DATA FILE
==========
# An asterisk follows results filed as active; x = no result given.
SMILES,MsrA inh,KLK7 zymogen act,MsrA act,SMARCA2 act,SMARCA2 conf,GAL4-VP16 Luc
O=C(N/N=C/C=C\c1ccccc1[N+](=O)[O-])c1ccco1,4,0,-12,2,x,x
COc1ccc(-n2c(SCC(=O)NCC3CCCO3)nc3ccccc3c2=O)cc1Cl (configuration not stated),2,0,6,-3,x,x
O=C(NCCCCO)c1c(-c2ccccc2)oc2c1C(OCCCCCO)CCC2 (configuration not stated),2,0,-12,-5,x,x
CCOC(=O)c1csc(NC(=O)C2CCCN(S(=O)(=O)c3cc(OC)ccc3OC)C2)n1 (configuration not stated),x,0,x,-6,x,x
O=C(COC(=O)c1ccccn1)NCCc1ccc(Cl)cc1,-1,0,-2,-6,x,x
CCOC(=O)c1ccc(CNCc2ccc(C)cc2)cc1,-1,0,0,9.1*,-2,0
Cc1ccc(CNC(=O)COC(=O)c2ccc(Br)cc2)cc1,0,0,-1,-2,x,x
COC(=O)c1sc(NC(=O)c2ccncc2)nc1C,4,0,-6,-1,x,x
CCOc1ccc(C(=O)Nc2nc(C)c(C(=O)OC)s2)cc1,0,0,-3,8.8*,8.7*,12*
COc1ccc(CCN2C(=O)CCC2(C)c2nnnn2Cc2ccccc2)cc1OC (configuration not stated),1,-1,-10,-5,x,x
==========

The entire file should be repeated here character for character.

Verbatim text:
# An asterisk follows results filed as active; x = no result given.
SMILES,MsrA inh,KLK7 zymogen act,MsrA act,SMARCA2 act,SMARCA2 conf,GAL4-VP16 Luc
O=C(N/N=C/C=C\c1ccccc1[N+](=O)[O-])c1ccco1,4,0,-12,2,x,x
COc1ccc(-n2c(SCC(=O)NCC3CCCO3)nc3ccccc3c2=O)cc1Cl (configuration not stated),2,0,6,-3,x,x
O=C(NCCCCO)c1c(-c2ccccc2)oc2c1C(OCCCCCO)CCC2 (configuration not stated),2,0,-12,-5,x,x
CCOC(=O)c1csc(NC(=O)C2CCCN(S(=O)(=O)c3cc(OC)ccc3OC)C2)n1 (configuration not stated),x,0,x,-6,x,x
O=C(COC(=O)c1ccccn1)NCCc1ccc(Cl)cc1,-1,0,-2,-6,x,x
CCOC(=O)c1ccc(CNCc2ccc(C)cc2)cc1,-1,0,0,9.1*,-2,0
Cc1ccc(CNC(=O)COC(=O)c2ccc(Br)cc2)cc1,0,0,-1,-2,x,x
COC(=O)c1sc(NC(=O)c2ccncc2)nc1C,4,0,-6,-1,x,x
CCOc1ccc(C(=O)Nc2nc(C)c(C(=O)OC)s2)cc1,0,0,-3,8.8*,8.7*,12*
COc1ccc(CCN2C(=O)CCC2(C)c2nnnn2Cc2ccccc2)cc1OC (configuration not stated),1,-1,-10,-5,x,x